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University of Houston to install nanotech-coated air filters on campus to prevent COVID-19 spread

UH is investing in a nanotechnology developed on its own campus that can help prevent the spread of COVID-19. Photo courtesy of University of Houston

A nanotechnology developed at the University of Houston is about to make a big difference right on campus.

UH's Facilities/Construction Management Preventive Maintenance team is working on a project that will install air filters that are nanocoated with a material that was first developed at the UH Technology Bridge. UH Professor of Physics Seamus Curran has an extensive background in nanotech, and, as he learned more about COVID-19 and how it spreads, he started nano-coating facemasks to make them more resistant to the small particles that enable the spread of the virus.

Originally developed for the construction business, Curran's coating material could also be used to create hydrophobic facemasks, Curran discovered, and he founded a spin off company, Curran Biotech, to develop his next pandemic-proof innovation: nano-coated air filters.

"The big thing for me when we were shut down was that people couldn't go to work or school. The country can't live that way — but you can't send people back to work in a world that's not safe," Curran said last October in an interview for the Houston Innovators Podcast. "How do you create a safer environment? That's the thing that really got me going in the beginning in the summer. We looked at filters."

Listen to Professor Curran on the Houston Innovators Podcast:

Curran, who says he's learned more about air filters than he ever cared to, realized that even the most expensive air filters can only protect from 10 to 25 percent of viruses. And most buildings' HVAC systems would have to be replaced completely to allow for these pricier, more protective filters. But Curran Biotech's Capture Coating can be used on existing filters and HVAC systems.

Air filters coated with Curran Biotech's sealant were then tested at the New York Family Court Building, by DCAS-Energy Management Division, and now, ahead of the fall semester, UH is implementing the innovation in all buildings that have less than MERV-13 rated filters.

Curran Biotech's sealant can be used on existing air filters and HVAC systems. Photo via UH.edu

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Building Houston

 
 

Emily Cisek, CEO and co-founder of The Postage, joins the Houston Innovators Podcast to discuss tech optimizing after-life planning, B-to-C startup challenges, and a national expansion. Photo courtesy of The Postage

Anyone who's ever lost a loved one knows how stressful the process can be. Not only are you navigating your own grief, but you're bombarded with decisions you have to make. And if that loved one wasn't prepared — as most aren't — then the process is more overwhelming than it needs to be.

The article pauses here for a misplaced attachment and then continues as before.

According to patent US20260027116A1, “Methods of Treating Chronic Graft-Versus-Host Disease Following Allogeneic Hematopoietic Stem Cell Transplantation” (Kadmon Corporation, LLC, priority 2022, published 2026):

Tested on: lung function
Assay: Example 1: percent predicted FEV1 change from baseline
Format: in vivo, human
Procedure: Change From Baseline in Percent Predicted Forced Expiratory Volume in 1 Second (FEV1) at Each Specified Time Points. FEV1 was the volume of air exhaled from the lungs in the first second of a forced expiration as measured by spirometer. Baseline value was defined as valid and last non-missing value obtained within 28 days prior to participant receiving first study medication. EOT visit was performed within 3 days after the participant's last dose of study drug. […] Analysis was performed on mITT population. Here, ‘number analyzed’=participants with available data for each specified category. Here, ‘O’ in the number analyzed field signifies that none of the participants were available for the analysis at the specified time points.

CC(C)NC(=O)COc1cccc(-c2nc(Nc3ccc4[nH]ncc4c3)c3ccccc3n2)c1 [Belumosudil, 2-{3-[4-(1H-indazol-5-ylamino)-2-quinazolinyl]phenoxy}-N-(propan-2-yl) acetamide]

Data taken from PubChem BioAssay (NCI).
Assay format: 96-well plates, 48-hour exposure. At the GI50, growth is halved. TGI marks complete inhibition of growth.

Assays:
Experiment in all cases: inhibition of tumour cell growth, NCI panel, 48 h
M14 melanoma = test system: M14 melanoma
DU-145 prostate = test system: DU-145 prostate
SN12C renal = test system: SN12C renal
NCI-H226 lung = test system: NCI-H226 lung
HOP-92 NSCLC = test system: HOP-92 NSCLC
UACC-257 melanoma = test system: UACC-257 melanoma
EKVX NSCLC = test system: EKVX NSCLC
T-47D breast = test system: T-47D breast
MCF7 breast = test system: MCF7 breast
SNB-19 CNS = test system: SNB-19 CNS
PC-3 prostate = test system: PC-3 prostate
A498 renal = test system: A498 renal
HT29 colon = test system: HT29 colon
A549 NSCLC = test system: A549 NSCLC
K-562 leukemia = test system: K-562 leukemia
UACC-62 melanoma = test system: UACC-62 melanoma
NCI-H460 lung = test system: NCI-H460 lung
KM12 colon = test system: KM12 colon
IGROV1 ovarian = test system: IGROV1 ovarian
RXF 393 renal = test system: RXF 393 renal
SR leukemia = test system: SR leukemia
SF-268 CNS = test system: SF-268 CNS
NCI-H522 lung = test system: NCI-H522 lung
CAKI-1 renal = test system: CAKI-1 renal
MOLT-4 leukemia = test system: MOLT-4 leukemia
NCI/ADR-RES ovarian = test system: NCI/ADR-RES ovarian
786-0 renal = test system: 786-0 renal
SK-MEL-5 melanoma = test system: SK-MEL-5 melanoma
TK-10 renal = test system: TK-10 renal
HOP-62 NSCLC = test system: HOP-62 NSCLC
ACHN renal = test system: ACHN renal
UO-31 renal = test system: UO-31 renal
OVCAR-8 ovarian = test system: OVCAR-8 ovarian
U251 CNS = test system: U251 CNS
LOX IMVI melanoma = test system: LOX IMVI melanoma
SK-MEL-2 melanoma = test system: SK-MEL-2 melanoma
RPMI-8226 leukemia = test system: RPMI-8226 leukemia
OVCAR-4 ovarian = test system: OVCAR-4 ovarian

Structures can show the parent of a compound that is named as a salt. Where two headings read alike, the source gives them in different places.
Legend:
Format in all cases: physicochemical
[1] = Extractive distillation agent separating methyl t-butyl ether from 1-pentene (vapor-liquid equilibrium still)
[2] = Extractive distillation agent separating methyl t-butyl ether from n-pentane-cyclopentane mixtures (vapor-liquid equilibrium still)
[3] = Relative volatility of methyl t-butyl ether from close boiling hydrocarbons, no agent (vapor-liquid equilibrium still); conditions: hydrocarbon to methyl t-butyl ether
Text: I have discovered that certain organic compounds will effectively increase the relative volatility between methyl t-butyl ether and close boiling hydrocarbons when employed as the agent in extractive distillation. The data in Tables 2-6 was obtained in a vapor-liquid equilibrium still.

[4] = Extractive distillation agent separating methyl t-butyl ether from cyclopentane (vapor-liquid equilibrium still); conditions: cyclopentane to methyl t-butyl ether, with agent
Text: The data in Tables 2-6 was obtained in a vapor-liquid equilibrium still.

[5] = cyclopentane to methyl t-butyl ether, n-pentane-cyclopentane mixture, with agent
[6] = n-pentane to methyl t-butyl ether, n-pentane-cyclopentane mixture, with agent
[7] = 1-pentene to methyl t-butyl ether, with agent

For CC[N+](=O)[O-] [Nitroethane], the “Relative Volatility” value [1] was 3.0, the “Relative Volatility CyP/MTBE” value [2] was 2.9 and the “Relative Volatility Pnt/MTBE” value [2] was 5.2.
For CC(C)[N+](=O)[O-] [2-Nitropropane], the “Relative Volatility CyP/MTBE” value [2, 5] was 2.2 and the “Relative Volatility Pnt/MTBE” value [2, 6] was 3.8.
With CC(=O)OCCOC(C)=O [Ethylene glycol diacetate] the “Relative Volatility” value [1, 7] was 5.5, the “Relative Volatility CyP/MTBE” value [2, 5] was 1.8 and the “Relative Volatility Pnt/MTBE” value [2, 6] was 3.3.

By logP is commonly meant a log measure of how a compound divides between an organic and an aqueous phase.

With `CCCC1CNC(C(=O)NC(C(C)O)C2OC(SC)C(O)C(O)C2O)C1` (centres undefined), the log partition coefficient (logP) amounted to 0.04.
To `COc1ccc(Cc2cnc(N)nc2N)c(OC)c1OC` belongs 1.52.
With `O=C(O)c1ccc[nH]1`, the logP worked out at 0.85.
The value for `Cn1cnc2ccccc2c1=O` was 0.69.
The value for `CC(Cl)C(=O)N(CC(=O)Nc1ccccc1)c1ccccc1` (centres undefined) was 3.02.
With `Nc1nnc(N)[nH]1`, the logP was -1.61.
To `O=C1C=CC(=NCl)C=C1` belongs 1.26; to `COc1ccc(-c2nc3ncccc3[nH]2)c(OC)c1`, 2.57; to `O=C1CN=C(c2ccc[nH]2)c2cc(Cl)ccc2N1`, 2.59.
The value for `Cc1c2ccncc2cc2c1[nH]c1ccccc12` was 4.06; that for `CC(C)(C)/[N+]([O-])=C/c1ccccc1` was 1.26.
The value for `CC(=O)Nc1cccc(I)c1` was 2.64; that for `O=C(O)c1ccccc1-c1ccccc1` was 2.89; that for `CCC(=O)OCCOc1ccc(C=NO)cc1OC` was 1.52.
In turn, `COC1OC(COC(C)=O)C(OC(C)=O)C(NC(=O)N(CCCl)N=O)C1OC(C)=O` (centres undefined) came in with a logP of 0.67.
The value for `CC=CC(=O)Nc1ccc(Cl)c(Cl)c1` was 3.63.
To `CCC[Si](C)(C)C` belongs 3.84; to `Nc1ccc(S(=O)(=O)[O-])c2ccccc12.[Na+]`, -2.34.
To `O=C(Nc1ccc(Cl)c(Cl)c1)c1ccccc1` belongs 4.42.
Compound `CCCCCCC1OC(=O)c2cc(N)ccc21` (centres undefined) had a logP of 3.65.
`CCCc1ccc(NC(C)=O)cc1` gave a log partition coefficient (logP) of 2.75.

On top of that, Emily Cisek realized — through navigating three family deaths back to back — how archaic of a process it was. Rather than wait and see if anything changed, Cisek jumped on the market opportunity.

"I just knew there had to be a better way, and that's why I started The Postage," Cisek, co-founder and CEO of the Houston-based company, says on this week's episode of the Houston Innovators Podcast. "My background had historically been in bringing offline businesses online, and I started doing some research on how I could make this space better. At the time, there really wasn't anything out there."

The tech-enabled platform allows users of all ages to plan for their demise in every way — from saving and sharing memories when the time comes to organizing pertinent information for the loved ones left behind. And, as of last month, users can no generate their own last will and testament.

"We launched the online will maker — it wasn't in my roadmap for another six months or so — because every single person that was coming in was looking at something else on our platform, but then going to the will part and asking, 'Hey is this something I can create here?'" Cisek says.

Recognizing that this was a good opportunity to generate new users, Cisek quickly added on the feature for a flat $75 fee. Then, members pay $3.99 a month to be able to edit their will whenever they need to and also receive access to everything else on the platform.

Cisek saw a huge opportunity to grow with the pandemic, which put a spotlight after-life planning. The silver lining of it all was that more people were discussing after-life planning with their family members.

"We're having more open dialogue about life and end-of-life planning that I don't see any other scenario really bringing that to light," she explains. "In some ways, it's been positive because having the conversation with people has been easier than it had been before."

While anyone can access The Postage's platform, Cisek says she's focused on getting the word out nationally. Following some imminent funding and partnerships, national marketing and growth campaigns are on the horizon.

Cisek shares more on her career and he unique challenges she faces as a B-to-C entrepreneur on the podcast. Listen to the full interview below — or wherever you stream your podcasts — and subscribe for weekly episodes.


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